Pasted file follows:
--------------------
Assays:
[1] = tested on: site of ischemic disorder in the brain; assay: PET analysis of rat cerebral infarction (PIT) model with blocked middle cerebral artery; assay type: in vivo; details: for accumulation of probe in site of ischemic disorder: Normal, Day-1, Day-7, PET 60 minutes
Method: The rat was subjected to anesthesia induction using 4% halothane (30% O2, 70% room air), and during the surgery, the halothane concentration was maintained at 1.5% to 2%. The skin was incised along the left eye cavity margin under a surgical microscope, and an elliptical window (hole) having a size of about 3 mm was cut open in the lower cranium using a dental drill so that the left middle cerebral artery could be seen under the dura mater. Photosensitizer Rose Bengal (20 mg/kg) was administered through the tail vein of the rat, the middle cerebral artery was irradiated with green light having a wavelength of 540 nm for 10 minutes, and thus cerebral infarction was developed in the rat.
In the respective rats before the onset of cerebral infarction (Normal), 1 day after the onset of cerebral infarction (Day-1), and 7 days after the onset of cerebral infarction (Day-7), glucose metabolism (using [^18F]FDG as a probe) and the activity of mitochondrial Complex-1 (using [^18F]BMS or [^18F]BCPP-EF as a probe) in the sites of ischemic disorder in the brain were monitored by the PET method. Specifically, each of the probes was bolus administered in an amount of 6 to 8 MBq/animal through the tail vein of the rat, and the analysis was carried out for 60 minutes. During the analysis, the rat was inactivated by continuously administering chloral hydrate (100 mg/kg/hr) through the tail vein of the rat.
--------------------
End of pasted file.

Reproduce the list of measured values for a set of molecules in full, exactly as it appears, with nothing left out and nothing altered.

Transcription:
Assays:
[1] = tested on: site of ischemic disorder in the brain; assay: PET analysis of rat cerebral infarction (PIT) model with blocked middle cerebral artery; assay type: in vivo; details: for accumulation of probe in site of ischemic disorder: Normal, Day-1, Day-7, PET 60 minutes
Method: The rat was subjected to anesthesia induction using 4% halothane (30% O2, 70% room air), and during the surgery, the halothane concentration was maintained at 1.5% to 2%. The skin was incised along the left eye cavity margin under a surgical microscope, and an elliptical window (hole) having a size of about 3 mm was cut open in the lower cranium using a dental drill so that the left middle cerebral artery could be seen under the dura mater. Photosensitizer Rose Bengal (20 mg/kg) was administered through the tail vein of the rat, the middle cerebral artery was irradiated with green light having a wavelength of 540 nm for 10 minutes, and thus cerebral infarction was developed in the rat.
In the respective rats before the onset of cerebral infarction (Normal), 1 day after the onset of cerebral infarction (Day-1), and 7 days after the onset of cerebral infarction (Day-7), glucose metabolism (using [^18F]FDG as a probe) and the activity of mitochondrial Complex-1 (using [^18F]BMS or [^18F]BCPP-EF as a probe) in the sites of ischemic disorder in the brain were monitored by the PET method. Specifically, each of the probes was bolus administered in an amount of 6 to 8 MBq/animal through the tail vein of the rat, and the analysis was carried out for 60 minutes. During the analysis, the rat was inactivated by continuously administering chloral hydrate (100 mg/kg/hr) through the tail vein of the rat.